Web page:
A recent Ad Age story covered the "news" about agencies have been under pressure to deliver a sharper pencil on fees. We all know that clients don’t want to leave money on the table. Has someone been sleeping? The eighties - that crazy time when some of the big brands spent lavishly and the big suits in the ad business like Phil Dusenbury bragged about having unlimited budgets - are far behind us. Clients have been squeazing agencies for some time now. In fact, next to "make the logo bigger," isn't the next thing the client says, "do it cheaper?" In the world of small agencies in smaller markets or vertical specialty industries, this has been a reality for quite a long time.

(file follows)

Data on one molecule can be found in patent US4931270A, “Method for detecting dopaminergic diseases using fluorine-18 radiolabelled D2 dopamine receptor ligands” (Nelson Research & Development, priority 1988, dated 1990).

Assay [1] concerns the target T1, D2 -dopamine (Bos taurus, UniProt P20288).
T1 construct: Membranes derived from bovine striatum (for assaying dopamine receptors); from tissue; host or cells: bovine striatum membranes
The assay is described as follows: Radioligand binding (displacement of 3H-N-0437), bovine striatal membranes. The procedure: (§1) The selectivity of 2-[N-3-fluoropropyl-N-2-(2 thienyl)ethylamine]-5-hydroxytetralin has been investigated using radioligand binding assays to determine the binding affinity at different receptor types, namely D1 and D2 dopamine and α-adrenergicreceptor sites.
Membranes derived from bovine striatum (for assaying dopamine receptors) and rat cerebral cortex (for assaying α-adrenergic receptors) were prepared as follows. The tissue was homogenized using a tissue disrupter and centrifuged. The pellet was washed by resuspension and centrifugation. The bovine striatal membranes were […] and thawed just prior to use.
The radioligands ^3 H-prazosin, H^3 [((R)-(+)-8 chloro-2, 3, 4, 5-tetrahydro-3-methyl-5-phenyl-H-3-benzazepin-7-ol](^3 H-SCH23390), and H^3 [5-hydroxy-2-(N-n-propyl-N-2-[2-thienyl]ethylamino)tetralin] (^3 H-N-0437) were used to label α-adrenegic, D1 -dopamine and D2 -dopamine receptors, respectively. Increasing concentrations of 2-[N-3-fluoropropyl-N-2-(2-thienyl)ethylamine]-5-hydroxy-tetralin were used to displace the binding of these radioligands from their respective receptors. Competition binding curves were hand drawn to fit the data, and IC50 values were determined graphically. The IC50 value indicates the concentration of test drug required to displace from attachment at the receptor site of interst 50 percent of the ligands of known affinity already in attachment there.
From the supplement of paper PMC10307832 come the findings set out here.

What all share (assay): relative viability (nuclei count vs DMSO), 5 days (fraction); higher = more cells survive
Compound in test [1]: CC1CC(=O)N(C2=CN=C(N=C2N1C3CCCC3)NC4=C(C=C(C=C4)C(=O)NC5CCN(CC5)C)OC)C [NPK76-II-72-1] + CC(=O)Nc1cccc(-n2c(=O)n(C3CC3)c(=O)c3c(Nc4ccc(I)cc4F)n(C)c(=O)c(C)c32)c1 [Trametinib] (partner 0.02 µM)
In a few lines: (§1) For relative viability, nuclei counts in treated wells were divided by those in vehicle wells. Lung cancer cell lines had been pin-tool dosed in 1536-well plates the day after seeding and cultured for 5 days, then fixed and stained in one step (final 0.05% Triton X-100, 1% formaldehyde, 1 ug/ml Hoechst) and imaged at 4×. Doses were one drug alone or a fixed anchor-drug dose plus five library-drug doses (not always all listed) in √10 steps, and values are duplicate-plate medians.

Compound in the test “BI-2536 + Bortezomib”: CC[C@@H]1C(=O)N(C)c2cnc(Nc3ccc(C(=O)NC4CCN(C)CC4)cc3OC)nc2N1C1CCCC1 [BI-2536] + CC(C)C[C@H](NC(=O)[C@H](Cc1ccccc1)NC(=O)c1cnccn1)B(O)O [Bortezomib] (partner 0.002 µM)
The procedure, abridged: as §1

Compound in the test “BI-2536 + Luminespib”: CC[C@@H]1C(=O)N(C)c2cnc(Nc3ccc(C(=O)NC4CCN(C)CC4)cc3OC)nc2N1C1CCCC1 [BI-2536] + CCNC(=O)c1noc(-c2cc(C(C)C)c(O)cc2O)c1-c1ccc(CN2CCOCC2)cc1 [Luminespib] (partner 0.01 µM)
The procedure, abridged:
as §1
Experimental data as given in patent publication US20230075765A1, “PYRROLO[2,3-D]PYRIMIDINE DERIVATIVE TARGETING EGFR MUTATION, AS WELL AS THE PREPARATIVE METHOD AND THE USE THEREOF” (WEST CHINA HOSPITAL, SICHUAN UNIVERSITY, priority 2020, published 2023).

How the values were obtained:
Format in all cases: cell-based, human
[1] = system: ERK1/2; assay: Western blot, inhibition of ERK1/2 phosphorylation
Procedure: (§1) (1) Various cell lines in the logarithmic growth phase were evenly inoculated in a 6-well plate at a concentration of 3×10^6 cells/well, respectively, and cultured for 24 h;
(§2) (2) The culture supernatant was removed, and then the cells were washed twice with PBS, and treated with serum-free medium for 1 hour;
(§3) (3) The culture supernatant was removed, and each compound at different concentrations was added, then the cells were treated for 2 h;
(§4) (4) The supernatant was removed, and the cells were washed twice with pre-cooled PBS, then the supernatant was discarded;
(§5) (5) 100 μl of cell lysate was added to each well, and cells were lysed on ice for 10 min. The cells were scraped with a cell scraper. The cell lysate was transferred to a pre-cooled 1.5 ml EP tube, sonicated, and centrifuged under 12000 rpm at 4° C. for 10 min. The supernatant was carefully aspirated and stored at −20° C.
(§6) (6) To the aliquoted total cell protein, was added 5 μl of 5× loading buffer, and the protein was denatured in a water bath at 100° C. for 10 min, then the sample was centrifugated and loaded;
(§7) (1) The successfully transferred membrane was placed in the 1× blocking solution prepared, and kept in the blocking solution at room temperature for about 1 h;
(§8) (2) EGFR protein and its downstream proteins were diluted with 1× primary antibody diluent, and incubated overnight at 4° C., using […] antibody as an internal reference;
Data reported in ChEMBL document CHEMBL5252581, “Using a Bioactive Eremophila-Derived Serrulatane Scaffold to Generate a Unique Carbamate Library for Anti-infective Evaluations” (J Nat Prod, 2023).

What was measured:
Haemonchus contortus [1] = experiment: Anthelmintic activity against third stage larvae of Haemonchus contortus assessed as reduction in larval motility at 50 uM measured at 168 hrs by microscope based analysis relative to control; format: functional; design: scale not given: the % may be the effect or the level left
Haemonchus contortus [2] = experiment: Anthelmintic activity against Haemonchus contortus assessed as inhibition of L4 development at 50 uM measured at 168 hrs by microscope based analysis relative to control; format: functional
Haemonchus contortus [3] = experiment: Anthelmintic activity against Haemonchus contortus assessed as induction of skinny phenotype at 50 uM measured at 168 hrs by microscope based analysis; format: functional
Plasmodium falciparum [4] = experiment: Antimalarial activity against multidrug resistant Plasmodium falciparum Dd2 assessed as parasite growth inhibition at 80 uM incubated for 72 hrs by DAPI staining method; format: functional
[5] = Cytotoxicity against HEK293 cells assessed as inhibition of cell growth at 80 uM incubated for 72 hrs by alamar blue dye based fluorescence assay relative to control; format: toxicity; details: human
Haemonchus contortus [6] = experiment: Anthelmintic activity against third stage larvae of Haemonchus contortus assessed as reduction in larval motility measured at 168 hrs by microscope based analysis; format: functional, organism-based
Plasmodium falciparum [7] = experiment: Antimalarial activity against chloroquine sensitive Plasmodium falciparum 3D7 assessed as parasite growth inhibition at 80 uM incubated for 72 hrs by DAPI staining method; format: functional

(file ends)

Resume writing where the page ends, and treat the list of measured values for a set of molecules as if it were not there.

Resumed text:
Two sides to this argument, of course:
On one hand, clients are expecting agencies to apply some of their creativity to the process of delivering the work at a lower cost, so they can lower their cost of doing business. Seems perfectly reasonable, especially these days when technology gives us all many ways to do things more efficiently.
On the other hand, I do believe that clients who treat agencies and their unique creative product like vendors who sell commodity items like floor wax and file folders are being unreasonable. If a client is convinced that a particular creative approach or strategic plan is right for them, and will increase their sales, they should be willing to pay a premium for it.